Armstrong Flooring Files for Bankruptcy, Blames Rising Costs

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Armstrong Flooring Inc., based in Lancaster, Pa., has filed for protection under Chapter 11 bankruptcy laws as it pursues the sale of the business.

The company owes $317.8 million to creditors and has assets worth $517 million, according to documents filed in U.S. bankruptcy court in Wilmington, Del.

Founded in 1860 as a two-man cork-cutting shop in Pittsburgh, the company found new uses for the material in shoe insoles, insulation, acoustic panels and, in 1909, manufacturing. of linoleum.

Armstrong has become one of North America’s largest producers of resilient flooring for residential and commercial applications with US flooring plants in Lancaster and Beech Creek, Pennsylvania; Kankakee, Ill.; Jackson, miss; and Stillwater, Okla.

However, rising sourcing and transportation costs for flooring products such as vinyl sheet, plank and tile can no longer be offset by price increases, Armstrong Flooring officials say.

“Put simply, the company’s rising costs have far exceeded its pricing power,” CEO Michel Vermette said in a court filing.

The company and some grants are seeking protection under the US bankruptcy code to continue operating while they develop a recovery plan.

Armstrong’s operations in Wujiang, China, and Victoria, Australia, are not included in the Chapter 11 filing, but are part of the sale process, which began in December 2021.

That’s when Armstrong Flooring hired Houlihan Lokey Capital Inc. to help with “efficient, value-maximizing selling” and other strategic alternatives.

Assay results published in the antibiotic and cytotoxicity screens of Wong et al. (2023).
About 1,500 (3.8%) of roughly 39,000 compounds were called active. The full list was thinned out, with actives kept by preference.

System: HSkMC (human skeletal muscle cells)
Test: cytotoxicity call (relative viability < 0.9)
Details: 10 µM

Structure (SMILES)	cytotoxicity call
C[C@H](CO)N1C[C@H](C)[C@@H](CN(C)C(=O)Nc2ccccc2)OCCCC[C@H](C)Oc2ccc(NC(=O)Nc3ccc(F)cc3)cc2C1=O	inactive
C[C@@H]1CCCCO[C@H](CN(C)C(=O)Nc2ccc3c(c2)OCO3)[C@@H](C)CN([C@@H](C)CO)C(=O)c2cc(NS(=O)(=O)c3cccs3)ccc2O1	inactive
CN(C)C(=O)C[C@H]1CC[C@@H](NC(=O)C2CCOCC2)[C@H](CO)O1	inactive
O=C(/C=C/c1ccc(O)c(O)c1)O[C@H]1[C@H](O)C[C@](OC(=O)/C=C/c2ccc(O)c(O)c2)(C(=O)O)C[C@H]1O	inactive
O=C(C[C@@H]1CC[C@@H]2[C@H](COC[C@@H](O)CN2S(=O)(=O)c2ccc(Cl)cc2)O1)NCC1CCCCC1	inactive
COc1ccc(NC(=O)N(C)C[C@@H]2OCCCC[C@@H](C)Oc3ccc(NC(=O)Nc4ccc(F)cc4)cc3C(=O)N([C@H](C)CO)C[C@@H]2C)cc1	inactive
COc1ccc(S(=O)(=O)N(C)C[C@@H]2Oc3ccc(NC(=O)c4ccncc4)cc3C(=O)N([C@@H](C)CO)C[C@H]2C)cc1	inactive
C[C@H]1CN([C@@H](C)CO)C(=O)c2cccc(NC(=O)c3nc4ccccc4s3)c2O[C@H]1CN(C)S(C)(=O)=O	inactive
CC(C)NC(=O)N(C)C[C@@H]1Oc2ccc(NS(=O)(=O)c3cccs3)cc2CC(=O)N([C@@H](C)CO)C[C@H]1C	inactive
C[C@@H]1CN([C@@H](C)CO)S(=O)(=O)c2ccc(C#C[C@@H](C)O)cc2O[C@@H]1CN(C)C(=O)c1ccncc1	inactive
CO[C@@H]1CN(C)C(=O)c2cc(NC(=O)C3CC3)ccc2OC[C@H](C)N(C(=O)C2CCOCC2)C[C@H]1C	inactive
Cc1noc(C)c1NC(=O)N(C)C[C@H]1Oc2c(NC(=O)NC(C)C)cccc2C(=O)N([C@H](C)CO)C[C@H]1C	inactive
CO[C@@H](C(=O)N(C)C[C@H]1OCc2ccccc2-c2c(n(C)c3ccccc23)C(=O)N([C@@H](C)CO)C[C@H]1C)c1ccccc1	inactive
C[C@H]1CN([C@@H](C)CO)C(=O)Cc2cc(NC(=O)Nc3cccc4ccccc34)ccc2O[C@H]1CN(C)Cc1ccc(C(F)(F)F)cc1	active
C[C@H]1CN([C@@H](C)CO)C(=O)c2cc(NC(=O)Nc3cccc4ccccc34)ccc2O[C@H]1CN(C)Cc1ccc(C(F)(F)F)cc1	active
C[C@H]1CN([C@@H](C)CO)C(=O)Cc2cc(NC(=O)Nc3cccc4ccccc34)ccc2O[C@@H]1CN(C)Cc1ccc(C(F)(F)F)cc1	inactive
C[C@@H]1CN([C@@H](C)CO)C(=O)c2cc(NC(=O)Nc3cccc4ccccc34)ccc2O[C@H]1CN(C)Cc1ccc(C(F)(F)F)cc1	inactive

Company officials hope to complete the sale of the entire company or its major assets as soon as possible, according to Vermette.

“Our company and our team members have worked diligently to strengthen our financial footing in the face of several macroeconomic trends, including supply chain challenges, the current inflationary environment and the continued headwinds of the COVID pandemic. -19,” Vermette said in a press release.

The board supports using the Chapter 11 process to make a potential sale as the right next step for the company, Vermette added.

“As we have said previously, we firmly believe in the value and potential of Armstrong Flooring – and we are confident that this definitive action places us in the best possible position to preserve and maximize value for our stakeholders,” did he declare. “In the meantime, we are open for business and remain firmly committed to our customers, suppliers and employees as we navigate the path forward.”

To fund operations during the Chapter 11 process, Armstrong Flooring entered into a credit agreement, which is subject to bankruptcy court approval, to provide $30 million of debtor-in-possession (DIP) financing. If approved, the DIP financing will give Armstrong Flooring enough cash to operate and cover administrative expenses, including employee salaries and benefits, as it pursues a sale.

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